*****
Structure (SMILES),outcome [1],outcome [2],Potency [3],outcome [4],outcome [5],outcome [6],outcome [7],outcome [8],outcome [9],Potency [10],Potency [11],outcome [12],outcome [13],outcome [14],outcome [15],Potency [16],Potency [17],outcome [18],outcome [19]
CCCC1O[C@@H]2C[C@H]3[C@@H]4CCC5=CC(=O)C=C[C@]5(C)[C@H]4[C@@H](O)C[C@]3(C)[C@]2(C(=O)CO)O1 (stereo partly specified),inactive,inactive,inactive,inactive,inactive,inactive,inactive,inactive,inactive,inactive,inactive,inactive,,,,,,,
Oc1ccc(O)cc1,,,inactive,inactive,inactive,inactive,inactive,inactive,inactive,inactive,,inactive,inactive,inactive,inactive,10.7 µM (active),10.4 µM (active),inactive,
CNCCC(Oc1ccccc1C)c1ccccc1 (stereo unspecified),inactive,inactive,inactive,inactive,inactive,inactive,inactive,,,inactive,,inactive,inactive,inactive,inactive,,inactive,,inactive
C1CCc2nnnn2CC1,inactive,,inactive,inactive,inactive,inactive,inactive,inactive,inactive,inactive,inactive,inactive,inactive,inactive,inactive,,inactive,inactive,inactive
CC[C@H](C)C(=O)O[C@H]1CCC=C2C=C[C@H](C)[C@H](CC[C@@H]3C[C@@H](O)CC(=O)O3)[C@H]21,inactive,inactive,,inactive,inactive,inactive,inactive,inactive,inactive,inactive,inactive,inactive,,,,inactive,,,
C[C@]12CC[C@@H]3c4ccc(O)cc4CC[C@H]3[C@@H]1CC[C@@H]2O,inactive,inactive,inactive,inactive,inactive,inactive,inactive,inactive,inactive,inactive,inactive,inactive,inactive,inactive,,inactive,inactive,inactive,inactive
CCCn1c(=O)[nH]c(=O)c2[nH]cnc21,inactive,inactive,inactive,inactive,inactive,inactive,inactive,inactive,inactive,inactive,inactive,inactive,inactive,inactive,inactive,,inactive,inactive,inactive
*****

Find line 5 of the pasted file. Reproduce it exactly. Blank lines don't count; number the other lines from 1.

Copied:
C1CCc2nnnn2CC1,inactive,,inactive,inactive,inactive,inactive,inactive,inactive,inactive,inactive,inactive,inactive,inactive,inactive,inactive,,inactive,inactive,inactive